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Justin Page
Justin Page is a supervising attorney at the Minnesota Disability Law Center, a division of Mid-Minnesota Legal Aid. (Submitted photo)

Breaking the Ice: Speaking up for people with disabilities

Attorney Justin Page, who has worked with people with disabilities for two decades, is representing their perspective as a newly appointed member of the Minnesota Commission on Judicial Selection.

“It’s important that we have judges who are fair and independent and can show empathy especially to people with disabilities,” said Page, a supervising attorney at the Minnesota Disability Law Center, a division of Mid-Minnesota Legal Aid.

Page also serves on the Peace Officers Standards and Training (POST) board and was on a state working group focused on police-involved deadly force encounters.

Encouragement to give back, Page said, came from his parents, retired Minnesota Supreme Court justice and former Minneapolis Vikings star Alan Page and the late Diane Sims Page.

His motivation to represent people with disabilities also is personal.

“As an individual with a disability and growing up receiving accommodations, even though the process generally worked out for me, I wanted to use my expertise to help others in navigating the law,” Page said.

Name: Justin Page

Title: Supervising attorney, Mid-Minnesota Legal Aid/Minnesota Disability Law Center

Education: B.A., politics, University of Wisconsin-Madison; J.D., University of Iowa College of Law

Q: Best way to start a conversation with you?

A: I’m a huge Vikings fan. If you don’t know me and want to have a conversation, talking Vikings football is a great way to start.

Q: Why law school?

A: My parents gave back to the public, started the Page Education Foundation, made us kids know how fortunate we were and that we should think about giving back and working on behalf of justice. That struck a chord in me, so I went to law school to help people.

Q: What are you reading?

A: “The Violin Conspiracy” by Brendan Slocumb. It’s fiction, about an African American violinist  — not many African American violinists. He finds a violin in his grandmother’s closet that his grandfather had. The violin is worth a lot of money and potentially belongs to a slaveholder of his great-great grandfather and they make a claim on the violin. It highlights his experience as a very decorated African American violinist. It’s not a traditional book that I would have read, but it was fascinating.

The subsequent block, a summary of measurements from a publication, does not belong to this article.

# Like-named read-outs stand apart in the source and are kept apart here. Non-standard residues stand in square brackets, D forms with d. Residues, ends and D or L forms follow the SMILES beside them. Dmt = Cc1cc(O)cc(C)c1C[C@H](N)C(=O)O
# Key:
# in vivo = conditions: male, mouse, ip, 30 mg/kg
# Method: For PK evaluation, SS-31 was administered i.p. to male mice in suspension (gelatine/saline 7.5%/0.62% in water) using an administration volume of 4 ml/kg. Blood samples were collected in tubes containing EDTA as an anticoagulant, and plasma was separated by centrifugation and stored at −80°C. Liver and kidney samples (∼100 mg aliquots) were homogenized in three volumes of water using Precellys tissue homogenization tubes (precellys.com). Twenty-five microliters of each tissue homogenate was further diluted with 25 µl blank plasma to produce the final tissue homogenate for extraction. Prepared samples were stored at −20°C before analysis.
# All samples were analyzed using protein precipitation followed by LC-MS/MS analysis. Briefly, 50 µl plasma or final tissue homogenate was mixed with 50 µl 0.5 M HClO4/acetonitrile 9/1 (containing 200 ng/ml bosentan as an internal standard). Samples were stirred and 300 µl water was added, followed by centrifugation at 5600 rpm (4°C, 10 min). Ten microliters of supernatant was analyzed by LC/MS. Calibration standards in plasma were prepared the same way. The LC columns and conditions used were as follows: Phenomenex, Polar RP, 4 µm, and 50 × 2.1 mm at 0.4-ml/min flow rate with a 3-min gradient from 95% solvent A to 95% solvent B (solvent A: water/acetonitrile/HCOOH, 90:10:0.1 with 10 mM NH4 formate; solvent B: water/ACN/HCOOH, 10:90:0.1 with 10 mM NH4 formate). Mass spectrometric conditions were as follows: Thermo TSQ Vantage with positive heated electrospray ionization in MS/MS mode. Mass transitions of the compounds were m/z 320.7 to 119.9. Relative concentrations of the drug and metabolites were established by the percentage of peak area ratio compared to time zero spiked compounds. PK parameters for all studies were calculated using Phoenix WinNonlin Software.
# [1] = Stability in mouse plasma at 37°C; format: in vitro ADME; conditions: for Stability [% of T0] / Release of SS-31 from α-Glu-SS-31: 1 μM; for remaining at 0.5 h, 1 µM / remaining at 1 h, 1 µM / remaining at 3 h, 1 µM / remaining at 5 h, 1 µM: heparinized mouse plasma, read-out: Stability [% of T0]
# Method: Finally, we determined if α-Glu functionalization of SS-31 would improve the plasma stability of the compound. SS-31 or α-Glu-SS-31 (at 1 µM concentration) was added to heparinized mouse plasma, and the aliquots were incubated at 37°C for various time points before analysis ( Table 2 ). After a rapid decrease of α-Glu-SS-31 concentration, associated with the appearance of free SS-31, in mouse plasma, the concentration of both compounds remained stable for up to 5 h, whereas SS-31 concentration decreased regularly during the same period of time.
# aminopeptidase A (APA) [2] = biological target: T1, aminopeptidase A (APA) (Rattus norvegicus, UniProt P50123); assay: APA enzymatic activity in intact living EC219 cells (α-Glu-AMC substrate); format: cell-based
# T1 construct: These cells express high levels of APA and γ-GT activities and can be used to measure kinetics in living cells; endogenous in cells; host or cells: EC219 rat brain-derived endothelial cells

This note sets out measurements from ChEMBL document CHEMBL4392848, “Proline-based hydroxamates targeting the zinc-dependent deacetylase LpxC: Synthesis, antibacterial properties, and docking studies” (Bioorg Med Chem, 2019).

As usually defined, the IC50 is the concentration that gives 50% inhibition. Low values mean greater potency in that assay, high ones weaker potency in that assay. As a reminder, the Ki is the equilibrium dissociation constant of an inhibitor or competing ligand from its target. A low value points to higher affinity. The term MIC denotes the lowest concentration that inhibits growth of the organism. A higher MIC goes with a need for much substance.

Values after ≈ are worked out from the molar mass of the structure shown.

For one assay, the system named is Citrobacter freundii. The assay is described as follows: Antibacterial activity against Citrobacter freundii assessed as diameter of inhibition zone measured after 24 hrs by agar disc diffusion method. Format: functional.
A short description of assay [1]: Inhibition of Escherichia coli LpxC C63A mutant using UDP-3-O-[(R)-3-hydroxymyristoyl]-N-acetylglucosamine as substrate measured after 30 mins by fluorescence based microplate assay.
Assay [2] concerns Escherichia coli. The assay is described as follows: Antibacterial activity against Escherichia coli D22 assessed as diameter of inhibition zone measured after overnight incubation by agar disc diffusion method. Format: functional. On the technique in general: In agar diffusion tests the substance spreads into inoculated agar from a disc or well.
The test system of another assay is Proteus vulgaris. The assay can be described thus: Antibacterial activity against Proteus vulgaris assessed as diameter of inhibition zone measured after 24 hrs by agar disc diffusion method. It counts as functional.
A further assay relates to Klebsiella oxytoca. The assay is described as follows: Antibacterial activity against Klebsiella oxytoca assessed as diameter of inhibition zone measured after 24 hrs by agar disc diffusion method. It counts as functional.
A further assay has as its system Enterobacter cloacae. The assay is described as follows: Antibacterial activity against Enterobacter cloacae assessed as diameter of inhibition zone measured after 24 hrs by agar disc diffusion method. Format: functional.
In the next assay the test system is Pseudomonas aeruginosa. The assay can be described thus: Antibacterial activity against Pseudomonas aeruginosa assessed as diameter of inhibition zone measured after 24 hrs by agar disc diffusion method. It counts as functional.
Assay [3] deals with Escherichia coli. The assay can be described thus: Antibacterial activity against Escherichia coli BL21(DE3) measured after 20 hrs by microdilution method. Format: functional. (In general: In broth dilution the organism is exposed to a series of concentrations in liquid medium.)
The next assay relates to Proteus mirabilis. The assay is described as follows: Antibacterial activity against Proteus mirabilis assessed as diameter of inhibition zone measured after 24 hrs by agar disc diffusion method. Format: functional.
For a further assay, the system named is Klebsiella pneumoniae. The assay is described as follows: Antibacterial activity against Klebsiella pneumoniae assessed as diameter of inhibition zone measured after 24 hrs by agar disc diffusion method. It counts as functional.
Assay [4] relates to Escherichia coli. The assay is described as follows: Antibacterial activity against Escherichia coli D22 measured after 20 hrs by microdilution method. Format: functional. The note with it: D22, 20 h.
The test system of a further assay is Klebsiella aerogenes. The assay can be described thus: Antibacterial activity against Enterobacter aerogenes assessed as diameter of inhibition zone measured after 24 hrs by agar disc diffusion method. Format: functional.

Q: Pet peeve?

A: Trying to get my kids off screens and get them to play the piano.

Q: Best part of your work?

A: Working with people to try to resolve their legal issues. Whether that’s someone receiving personal care assistance services who’s had their number of hours reduced, representing them in an administrative appeal or working on litigation, for example, with the Minnesota State High School League and making sure people with disabilities are being provided with reasonable accommodations, I enjoy working with people and helping them try to resolve their issues.

Q: Most challenging?

A: Unfortunately, our office doesn’t have the resources to represent everybody. I try to refer people to other resources but it’s difficult to say, no, I’m not able to help.

Q: Favorite activity away from work?

A: My kids are in middle school. I enjoy watching my daughter’s gymnastics meets, going to my son’s basketball games or watching when they have piano concerts. Otherwise, I am a big runner and enjoy running.

Q: Where would you take someone visiting your hometown?

A: Born and raised in Minneapolis. I love hamburgers, so I would take someone to Matt’s Bar. They have the best hamburgers in town.

Q: Legal figure you most admire?

A: My dad, Alan Page. He’s a man of immense character, a towering figure. It could be that I’m the son. That’s part of it, obviously. But there’s a lot of people who love my dad. He’s just been a great role model.

Q: Misconception that others have about your work?

A: That, unless you’re doing criminal law, you’re in court all the time, have all these trials and it’s just like what’s on TV. It’s a lot more reading and writing.

Q: Favorite book, movie or TV show about lawyers?

A: I enjoy reading a good John Grisham novel. One of my favorite nonfiction books is Bryan Stevenson’s “Just Mercy.”

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